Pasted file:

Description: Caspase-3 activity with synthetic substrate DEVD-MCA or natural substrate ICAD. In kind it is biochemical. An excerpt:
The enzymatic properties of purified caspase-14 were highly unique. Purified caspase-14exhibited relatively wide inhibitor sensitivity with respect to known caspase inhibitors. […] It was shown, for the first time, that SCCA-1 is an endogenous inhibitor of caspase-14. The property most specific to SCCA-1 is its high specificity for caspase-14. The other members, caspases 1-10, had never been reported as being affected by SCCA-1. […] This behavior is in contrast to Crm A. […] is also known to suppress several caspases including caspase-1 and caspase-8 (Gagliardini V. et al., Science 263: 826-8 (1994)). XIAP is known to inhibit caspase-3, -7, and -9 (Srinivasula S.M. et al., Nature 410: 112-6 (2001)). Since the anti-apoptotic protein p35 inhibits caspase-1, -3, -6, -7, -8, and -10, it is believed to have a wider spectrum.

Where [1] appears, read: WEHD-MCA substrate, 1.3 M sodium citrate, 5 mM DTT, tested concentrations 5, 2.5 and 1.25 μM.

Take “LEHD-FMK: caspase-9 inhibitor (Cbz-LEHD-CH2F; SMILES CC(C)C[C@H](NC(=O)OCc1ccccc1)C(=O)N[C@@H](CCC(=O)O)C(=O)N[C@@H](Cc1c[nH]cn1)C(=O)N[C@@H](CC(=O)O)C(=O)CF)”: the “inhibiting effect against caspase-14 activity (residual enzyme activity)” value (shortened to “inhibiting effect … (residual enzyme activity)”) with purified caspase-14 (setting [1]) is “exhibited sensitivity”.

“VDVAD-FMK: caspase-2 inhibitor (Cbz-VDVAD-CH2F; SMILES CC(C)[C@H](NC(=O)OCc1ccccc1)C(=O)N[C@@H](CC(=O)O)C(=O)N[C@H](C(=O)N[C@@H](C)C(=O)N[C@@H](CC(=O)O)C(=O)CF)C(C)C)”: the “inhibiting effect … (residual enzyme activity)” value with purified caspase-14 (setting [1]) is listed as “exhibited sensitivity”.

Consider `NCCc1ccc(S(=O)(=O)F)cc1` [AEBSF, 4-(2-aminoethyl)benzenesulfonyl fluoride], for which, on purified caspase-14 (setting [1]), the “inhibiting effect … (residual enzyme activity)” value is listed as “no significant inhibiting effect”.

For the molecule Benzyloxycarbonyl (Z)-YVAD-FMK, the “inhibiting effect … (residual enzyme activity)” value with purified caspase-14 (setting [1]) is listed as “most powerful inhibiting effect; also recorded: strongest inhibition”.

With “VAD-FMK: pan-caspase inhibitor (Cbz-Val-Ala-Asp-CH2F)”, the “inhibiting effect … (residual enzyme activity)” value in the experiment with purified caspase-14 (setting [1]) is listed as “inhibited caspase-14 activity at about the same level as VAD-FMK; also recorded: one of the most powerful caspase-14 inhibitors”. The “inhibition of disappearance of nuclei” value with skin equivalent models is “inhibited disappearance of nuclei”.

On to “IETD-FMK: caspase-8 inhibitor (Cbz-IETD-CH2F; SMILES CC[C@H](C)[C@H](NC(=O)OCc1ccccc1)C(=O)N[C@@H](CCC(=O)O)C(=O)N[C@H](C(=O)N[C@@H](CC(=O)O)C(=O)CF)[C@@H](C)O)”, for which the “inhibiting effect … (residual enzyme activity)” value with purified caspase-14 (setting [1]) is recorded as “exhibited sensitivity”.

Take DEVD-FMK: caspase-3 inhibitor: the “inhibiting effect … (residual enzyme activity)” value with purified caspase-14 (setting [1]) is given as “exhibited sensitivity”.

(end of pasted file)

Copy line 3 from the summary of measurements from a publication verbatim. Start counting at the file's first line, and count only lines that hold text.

Where [1] appears, read: WEHD-MCA substrate, 1.3 M sodium citrate, 5 mM DTT, tested concentrations 5, 2.5 and 1.25 μM.